No suburban virtual charter school, for now

Nonprofit drops appeal due to moratorium, may try next year

There will be no multidistrict virtual charter school serving suburban students next year.

A controversial push to open the Illinois Virtual Charter School at Fox River Valley in August ended during Tuesday’s state charter school commission meeting, barely 24 hours after the applicants withdrew their pending appeals in a surprise change of course.

School boards in 18 districts from Algonquin to Plainfield refused to grant a charter to Virtual Learning Solutions, a fledgling nonprofit that formed last winter to apply for the school. The applicants appealed to the state commission for a second opinion, launching a process that was expected to wrap up in late July after public hearings and interviews by commissioners.

Then, on May 24, Gov. Pat Quinn approved a one-year moratorium on the establishment of new virtual charter schools, throwing the appeal process into limbo.

The applicants spent the last few weeks arguing the moratorium didn’t specifically address pending appeals, like the ones it had in progress. School districts, in the meantime, argued the legislation froze the commission’s authority to authorize new virtual charter schools.

On Friday, after reviewing the law and more than a dozen legal briefs from the districts and the applicants, State Charter School Commission Executive Director Jeanne Nowaczewski recommended denying the appeals, concluding that approval of the virtual school would violate the moratorium.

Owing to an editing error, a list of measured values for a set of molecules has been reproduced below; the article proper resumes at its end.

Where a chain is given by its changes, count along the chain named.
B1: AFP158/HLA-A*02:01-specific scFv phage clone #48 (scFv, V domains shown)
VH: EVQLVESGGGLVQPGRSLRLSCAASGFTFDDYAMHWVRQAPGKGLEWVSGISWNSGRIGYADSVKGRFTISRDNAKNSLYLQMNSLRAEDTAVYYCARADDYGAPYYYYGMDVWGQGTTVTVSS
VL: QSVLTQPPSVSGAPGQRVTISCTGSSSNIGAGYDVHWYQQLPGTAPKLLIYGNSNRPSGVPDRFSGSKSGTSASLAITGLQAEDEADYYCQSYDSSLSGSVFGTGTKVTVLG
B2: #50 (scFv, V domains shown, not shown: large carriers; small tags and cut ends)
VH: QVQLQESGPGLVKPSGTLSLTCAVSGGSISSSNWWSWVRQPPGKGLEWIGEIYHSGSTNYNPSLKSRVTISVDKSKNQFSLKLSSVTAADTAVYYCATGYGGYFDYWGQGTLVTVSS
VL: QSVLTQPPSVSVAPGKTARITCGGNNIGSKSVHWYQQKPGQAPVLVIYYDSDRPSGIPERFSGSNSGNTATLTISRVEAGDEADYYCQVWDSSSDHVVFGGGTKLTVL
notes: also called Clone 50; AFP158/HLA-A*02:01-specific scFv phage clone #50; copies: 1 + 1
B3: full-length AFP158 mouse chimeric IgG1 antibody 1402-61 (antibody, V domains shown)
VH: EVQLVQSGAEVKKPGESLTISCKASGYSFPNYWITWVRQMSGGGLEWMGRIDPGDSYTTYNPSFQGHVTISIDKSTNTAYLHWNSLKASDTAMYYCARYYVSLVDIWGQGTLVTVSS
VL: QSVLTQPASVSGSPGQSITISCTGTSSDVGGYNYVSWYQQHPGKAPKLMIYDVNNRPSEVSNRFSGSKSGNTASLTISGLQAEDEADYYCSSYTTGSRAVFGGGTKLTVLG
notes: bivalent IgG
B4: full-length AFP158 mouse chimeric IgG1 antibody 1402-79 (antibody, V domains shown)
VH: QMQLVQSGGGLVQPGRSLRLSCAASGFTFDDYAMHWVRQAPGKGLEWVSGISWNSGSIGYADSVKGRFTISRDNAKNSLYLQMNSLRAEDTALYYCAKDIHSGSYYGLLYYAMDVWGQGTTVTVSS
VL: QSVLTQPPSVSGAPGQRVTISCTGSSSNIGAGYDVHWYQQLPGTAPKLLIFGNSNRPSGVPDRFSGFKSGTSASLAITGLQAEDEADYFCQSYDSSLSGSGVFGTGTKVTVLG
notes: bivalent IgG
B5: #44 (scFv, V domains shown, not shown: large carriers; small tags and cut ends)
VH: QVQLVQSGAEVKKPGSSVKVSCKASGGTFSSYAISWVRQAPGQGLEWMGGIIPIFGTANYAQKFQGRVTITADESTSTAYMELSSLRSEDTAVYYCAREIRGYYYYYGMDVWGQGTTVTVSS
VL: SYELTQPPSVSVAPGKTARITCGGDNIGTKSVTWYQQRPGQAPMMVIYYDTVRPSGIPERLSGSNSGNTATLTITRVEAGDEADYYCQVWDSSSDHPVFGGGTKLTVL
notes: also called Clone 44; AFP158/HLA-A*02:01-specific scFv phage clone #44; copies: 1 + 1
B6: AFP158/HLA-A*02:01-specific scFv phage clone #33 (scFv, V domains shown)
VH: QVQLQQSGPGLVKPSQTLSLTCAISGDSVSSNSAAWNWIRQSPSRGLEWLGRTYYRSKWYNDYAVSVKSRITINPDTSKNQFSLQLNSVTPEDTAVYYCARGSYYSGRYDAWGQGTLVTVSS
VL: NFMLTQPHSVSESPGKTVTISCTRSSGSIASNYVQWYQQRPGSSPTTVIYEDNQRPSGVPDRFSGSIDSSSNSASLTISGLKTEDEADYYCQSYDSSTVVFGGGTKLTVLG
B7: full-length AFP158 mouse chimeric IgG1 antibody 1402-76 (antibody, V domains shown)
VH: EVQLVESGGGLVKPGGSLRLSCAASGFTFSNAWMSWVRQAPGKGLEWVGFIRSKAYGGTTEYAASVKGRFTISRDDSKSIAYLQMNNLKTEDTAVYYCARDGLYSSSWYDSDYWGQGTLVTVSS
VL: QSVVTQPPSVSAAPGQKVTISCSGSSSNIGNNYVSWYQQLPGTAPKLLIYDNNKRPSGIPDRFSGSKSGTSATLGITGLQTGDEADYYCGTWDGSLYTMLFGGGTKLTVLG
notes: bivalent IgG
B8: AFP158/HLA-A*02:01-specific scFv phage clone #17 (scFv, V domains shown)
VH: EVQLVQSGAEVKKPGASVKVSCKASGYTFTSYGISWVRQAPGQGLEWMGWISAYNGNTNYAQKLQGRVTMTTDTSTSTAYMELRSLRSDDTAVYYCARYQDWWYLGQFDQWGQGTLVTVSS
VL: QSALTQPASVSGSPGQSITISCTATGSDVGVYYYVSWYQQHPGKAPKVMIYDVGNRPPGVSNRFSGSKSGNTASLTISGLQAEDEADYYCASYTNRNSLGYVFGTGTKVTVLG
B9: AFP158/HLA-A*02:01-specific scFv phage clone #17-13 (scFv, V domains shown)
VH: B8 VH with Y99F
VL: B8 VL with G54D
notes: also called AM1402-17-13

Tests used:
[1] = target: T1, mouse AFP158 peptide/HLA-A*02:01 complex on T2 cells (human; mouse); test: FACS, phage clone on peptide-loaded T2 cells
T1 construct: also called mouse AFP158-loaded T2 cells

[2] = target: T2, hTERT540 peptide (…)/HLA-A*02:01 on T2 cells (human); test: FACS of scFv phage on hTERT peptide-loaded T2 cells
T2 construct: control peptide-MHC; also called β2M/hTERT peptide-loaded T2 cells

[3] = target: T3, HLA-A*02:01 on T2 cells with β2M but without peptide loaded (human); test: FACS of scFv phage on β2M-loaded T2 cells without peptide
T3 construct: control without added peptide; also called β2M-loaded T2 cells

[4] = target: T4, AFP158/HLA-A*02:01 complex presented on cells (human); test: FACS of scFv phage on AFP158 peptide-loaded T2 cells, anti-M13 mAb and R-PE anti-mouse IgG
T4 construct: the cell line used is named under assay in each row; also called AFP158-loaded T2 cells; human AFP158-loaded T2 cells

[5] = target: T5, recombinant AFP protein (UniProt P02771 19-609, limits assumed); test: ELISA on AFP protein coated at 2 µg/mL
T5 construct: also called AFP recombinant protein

But before commissioners could take that vote, Virtual Learning Solutions board members reversed course.

Ted Dabrowski, a Wilmette resident who works as vice president of policy at the Illinois Policy Institute, took over as president of Virtual Learning Solutions when Sharnell Jackson resigned the week the moratorium became law. He said Monday it was “obvious” the one-year moratorium required his group’s project be put on hold.

“We’ve decided to withdraw the appeal, and of course we’ll wait for clarity from the state charter commission,” Dabrowski said. “Hopefully the parameters for creating a school such as the one we’ve discussed will be precise and clear.”

During the one-year moratorium, the state charter school commission has been tasked with preparing a report for the legislature identifying those parameters.

The commission approved a plan Tuesday that called for creation of an advisory council by Aug. 1 that will include commissioners, Illinois school district officials, virtual learning providers, charter sector representatives, state board of education officials and virtual learning experts from local, state and national groups. The report — due by March 1 — will include sections on the value of virtual learning, student performance in virtual schools and financing of such schools. It also will address concerns for monitoring virtual charter schools as well as create a methodology for dealing with multidistrict virtual charter schools, like the one proposed along the Fox Valley.

According to the plan, the study will incorporate policy recommendations and create guiding documents for the commission as it considers future appeals.

Dabrowski said Virtual Learning Solutions will wait to see how the virtual charter school landscape changes before replacing Jackson and John Rico, who resigned in April. The three-member board still includes Naperville businessman Mike Skarr and Chicago political communications consultant Eric Kohn. The group will have until next spring to decide if it wants to take another stab at opening a virtual charter school in the Fox Valley or elsewhere.

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